I became inspired to try using pipe to build bookshelves when I watched this episode of The Weekender on YouTube. Hubby surprised me by jumping on board with this project. He chose the 3/4 in pipes to better hold the weight of our books over time. He chose 2 in thick boards for the same reason. I got the idea to use tube straps to secure the boards to the pipes from a tutorial I watched on This Old House’s YouTube channel.

Hubby helped me paint the wall behind the shelves and the wall next to it. We actually decided to paint the living room white and bought the paint before we moved in last January, but we never actually painted. We still have more of the living room to paint. However, it feels good to have it started.

I changed my mind about painting the one wall behind the shelves white. This wall gets the least amount of natural light in the entire house (excluding inside the furnace closet). Paint color will do little to lighten this space, so I chose a beautiful blue color. The color didn’t turn out quite the color we wanted, but I still enjoy the color.

We experienced a few other hiccups along the way. The two boards I stained first turned out different than the others. The vertical pipes ended up being a fraction of an inch too tall. Menards didn’t have enough pipes in stock. Despite these setbacks, we persevered and completed the project.

I still want to style three shelves a little differently. A few picture books ended up being too big to fit, and I don’t know what to do with them. I need a couple more bookends to hold my books up nicely. These things will come with time.

Enjoy a few close-ups of a few of my favorite things! (Apologies for the poor quality. Like I mentioned earlier, this is a dark part of the house.)

My pretty hardback books and bird collection.

Some rocks and shells hubby and I have collected over the years and my awesome metal dinosaurs.

Hubby’s records and music books.

We ended up having some extra pipes we couldn’t return. I plan on using them to build some shelves in our bathroom and install a shelf in the boys’ closet. I will share when I finish this project.

We did not put our board books on these shelves. My toddler gets them out frequently, and he would probably constantly knock all of the books on the bottom two shelves down if we kept his favorite books with the rest. Both boys also have some special books in their room for calm down time.

I hope you all enjoyed seeing our home library! I plan on sharing more projects soon.

Geode Slice Mobile

We skipped right past spring here in the Midwest. One week, the weather continued in the 40s with the occasional morning snow. The next week, the temperatures jumped into the 70s with mostly sunny days.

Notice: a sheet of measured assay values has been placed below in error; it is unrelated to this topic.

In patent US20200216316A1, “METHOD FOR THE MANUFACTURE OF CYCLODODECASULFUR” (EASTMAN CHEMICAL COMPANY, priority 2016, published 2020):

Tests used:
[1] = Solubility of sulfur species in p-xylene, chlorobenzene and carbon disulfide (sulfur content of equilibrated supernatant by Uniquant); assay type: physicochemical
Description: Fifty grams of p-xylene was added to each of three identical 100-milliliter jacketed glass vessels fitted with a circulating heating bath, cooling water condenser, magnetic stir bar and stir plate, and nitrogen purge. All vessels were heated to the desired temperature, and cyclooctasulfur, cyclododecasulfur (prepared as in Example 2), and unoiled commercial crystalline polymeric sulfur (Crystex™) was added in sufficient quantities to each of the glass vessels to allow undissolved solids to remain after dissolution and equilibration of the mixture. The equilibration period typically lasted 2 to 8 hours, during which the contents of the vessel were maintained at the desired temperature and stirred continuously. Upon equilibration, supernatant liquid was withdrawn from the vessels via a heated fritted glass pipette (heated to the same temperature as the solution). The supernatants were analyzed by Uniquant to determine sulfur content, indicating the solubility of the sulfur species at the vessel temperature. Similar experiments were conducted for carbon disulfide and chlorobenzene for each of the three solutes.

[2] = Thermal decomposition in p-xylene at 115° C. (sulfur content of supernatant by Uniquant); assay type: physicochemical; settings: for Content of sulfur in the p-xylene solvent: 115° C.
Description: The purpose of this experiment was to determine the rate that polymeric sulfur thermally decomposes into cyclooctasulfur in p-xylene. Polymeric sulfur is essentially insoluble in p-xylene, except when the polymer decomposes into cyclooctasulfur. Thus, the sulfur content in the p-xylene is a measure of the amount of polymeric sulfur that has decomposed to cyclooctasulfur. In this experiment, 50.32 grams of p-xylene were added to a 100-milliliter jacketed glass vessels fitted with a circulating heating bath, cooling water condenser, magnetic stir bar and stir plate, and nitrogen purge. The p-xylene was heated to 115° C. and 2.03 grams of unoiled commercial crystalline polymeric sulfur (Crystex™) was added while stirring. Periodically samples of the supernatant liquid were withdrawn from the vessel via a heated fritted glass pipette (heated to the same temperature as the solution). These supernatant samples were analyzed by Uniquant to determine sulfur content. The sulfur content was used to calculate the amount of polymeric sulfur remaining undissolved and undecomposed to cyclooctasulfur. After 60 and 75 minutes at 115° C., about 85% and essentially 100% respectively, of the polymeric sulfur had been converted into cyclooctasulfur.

This means I have started spending much more time outside with my two young boys. Since we don’t have a fenced in yard, I don’t feel comfortable letting my children play outside by themselves. My oldest son and I enjoyed planting several types of perennial flowers the past few weeks. However, we have run out of good spots (and budget) to keep planting.

To still feel productive, I began taking projects outside to work on. I made a geode slide mobile/wall hanging today with supplies I already had on hand. I purchased a package of geode spices from Amazon with a gift card I received for Christmas. The fishing twine and jewelry wire I had leftover from another project. I found the stick in the woods while on a walk with a friend.

I decided to wrap the geode slices with jewelry wire because I didn’t want to drill into them or make any permanent changes in case I decided to reuse them later. YouTube and Pinterest have many wire wrapping tutorials of better quality than I could put together. I learned how to make wire wrapped pendants several years ago and can’t remember the tutorial I learned from.

It takes just 5-10 minutes to wrap each geode slices with wire. When I finished with them, I just tied everything together with the fishing twine. I plan on hanging this mobile up where light can shine through the geode slices. This method could also be used to make suncatchers for windows or pendants for necklaces.

Easy Cassette Holder Conversion


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I have always enjoyed collecting rocks. Displaying found (and occasionally bought) treasures can become tricky, especially when my three-year-old wants to take them out and put with them. I put together this post: not too long ago with ways I have displayed and stored nature collections in the past.

However, I have always had my eye on a vintage printer’s tray or one of those cool mountain shelves which have become so popular on Pinterest to display collections. The minimum $25 price tag for such a thing is way out of my budget. When I found this cassette holder at Goodwill for $2.99, I picked it up with the hope of turning it into a rock display.

It sat on the floor of my closet for a few months while I worked on other things. Progress on other projects and spring purging motivated me to finally tackle this DIY. I turned to the wonderful world of Pinterest for inspiration and a possible tutorial for how to convert my cassette holder.

I found this train storage conversion: and decided to use it. I found hubby’s tin snips and got to work. This project only took 5-15 minutes (small children make it difficult to determine how long it actually takes to do something). I really like the way it turned out.

Now, I just need to find a place to hang it. I may use more of these for storage in the future. Let me know what you would store in an old cassette holder.